The benefits of a good post-workout snack or meal, for just about all body composition and performance goals, are well established. Fortunately, the guidelines for post-training nutrition are very much the same as those for pre-training. So before you read on, refer back to the previous article on pre-training nutrition and supplementation. This article is going to focus more on post-training carbohydrate consumption.
The importance of including a carbohydrate in that snack or meal is just as well established. Fruit is often the go-to source of carbs for post-workout nutrition because it’s convenient and is a whole food. But not all carbs are the same and the body metabolises each type of carbohydrate differently. Because of the way fruit is metabolised, it may not be the best source of post-workout carbs.
Why do you need carbs after training?
During training, working muscles use up blood glucose and stored glucose (glycogen) in muscle or from the liver to fuel energy for movement. Blood glucose and glycogen levels need to be restored for basic bodily functions.
Muscle glycogen also needs to be replenished in preparation for your next bout of training, and glucose is essential (along with protein) for protein sparing and synthesis. So you need the carbs to stay healthy, recover from and fuel your training, and to fuel your metabolism.
Not all carbs are the same.
Almost all carbohydrates you consume (fruit, vegetables, roots and tubers, grains) end up as glucose to be used for energy immediately (by organs and muscles) or are stored as glycogen in muscles and the liver for later use. All types of carbs follow a different route after digestion to become glucose or glycogen.
Unlike other carbohydrates, fructose is metabolised in the liver. This means that it takes much longer than other carbs to be turned into glucose. With regards to post-workout nutrition, the macronutrient sources need to be easily digestible and the carb source in particular needs to replenish blood glucose and glycogen levels quick for optimal health and performance.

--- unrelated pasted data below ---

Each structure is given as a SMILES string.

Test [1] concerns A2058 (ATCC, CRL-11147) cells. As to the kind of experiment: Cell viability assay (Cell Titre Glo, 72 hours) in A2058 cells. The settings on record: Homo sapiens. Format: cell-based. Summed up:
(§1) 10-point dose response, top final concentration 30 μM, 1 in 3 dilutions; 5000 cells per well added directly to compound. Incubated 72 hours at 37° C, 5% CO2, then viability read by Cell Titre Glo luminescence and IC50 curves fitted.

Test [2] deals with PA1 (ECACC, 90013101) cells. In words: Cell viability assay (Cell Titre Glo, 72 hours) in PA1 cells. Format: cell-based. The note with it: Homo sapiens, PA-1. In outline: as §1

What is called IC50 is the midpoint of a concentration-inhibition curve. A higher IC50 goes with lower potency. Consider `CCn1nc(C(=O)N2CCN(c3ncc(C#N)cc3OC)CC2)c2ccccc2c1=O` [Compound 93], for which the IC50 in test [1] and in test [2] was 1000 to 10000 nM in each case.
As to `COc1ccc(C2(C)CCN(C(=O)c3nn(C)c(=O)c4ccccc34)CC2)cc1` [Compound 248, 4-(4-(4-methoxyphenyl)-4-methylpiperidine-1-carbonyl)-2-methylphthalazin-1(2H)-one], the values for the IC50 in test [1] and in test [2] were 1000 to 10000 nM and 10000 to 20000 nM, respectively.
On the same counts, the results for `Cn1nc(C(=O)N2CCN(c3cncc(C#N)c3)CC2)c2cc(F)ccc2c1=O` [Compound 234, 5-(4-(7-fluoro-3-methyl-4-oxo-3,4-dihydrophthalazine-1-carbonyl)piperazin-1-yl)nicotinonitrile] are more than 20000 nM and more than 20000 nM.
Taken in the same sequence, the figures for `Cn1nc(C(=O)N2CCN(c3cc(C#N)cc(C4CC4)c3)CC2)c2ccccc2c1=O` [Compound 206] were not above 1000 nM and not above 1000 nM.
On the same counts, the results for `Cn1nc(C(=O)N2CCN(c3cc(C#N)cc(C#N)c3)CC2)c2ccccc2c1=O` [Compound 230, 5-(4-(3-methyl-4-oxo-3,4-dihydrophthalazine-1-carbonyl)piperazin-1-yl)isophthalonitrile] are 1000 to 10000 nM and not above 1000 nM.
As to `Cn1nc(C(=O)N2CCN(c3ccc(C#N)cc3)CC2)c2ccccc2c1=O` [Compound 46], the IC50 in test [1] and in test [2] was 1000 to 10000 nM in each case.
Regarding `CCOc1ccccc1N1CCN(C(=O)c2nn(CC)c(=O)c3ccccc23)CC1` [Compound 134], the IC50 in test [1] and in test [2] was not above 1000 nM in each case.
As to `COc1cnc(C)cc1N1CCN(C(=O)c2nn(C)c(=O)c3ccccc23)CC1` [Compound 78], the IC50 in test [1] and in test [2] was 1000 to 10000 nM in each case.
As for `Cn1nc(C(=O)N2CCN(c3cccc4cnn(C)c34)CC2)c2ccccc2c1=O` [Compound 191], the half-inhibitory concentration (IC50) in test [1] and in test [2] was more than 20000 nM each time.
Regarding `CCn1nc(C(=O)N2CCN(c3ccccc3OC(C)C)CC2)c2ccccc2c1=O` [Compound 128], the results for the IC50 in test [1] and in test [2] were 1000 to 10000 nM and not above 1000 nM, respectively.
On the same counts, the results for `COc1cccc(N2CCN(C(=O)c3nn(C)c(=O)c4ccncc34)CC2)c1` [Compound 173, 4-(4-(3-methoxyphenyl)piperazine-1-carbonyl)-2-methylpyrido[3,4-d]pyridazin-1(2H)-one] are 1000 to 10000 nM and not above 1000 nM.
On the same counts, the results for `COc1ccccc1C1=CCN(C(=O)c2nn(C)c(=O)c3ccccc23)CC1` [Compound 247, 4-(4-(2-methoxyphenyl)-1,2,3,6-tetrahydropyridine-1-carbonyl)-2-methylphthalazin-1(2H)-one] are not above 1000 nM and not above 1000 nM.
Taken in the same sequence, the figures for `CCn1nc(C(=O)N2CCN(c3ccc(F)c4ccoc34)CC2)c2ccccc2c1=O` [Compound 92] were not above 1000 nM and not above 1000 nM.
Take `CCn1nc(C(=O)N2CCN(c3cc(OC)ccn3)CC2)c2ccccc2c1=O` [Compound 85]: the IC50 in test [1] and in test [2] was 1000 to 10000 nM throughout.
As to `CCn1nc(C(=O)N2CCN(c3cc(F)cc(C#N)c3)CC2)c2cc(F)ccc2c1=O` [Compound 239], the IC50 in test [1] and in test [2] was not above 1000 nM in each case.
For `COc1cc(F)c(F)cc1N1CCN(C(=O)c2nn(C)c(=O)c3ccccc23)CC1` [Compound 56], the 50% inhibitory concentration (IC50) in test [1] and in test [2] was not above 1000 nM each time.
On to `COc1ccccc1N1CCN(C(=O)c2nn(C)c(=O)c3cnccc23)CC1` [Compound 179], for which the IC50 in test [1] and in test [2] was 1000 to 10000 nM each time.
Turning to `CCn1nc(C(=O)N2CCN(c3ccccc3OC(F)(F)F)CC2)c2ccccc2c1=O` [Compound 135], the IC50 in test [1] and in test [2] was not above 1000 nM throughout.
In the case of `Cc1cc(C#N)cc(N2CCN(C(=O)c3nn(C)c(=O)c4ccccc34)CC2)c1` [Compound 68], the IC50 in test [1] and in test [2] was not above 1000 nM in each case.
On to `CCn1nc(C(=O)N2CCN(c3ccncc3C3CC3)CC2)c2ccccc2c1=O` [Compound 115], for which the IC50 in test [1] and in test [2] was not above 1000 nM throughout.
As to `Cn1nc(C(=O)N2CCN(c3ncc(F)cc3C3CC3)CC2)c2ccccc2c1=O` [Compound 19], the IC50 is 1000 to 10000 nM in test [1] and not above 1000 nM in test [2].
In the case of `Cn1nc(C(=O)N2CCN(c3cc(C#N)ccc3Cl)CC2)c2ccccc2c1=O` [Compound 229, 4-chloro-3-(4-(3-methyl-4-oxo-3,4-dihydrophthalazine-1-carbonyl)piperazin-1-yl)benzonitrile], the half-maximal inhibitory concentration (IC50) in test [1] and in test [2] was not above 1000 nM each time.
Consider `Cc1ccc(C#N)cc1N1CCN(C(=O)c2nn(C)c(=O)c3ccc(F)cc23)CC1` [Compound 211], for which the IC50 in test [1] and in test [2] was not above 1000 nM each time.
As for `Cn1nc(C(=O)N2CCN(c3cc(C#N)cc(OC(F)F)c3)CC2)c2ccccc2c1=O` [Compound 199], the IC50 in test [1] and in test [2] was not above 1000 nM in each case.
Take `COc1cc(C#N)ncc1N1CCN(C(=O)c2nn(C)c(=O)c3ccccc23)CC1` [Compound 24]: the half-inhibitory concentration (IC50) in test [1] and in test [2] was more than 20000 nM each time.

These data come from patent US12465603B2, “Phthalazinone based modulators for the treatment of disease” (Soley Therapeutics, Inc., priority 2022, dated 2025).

Moreover, liver glycogen is a small glucose storage unit. Excess fructose is therefore stored as fat. So fructose doesn’t give you the carbs you need when you need them after training, and it’s also more likely to signal fat storage.
Fruit is not at all bad for you. But how much you eat should be based on your body composition, health and physical activity needs. Fruit also comes along with a host of minerals and nutrients, and fibre. So don’t avoid it entirely, just look for better carb sources pre and post training.
Easily digestible protein sources, including BCAAs and glutamine, post-training have the same benefits as when consumed pre-training: Lower markers of stress, increased absolute strength, enhanced recovery, improved body composition and greater caloric expenditure at rest.
A convenient method of getting a good pre and post training snack in is to make a shake, and consume half before and the rest after training.
Creatine has been shown to increase strength, sprint performance and work capacity. While there are studies showing benefits of creatine supplementation in endurance athletes, most of the significant results are for strength and power based sports such as weightlifting, and track and field. Its use has also been associated with improvements in body composition.
Simplicity and convenience are important in maintaining good dietary habits. Without that you are less likely to sustain good habits. To keep your pre and post training nutrition simple, make each snack look similar!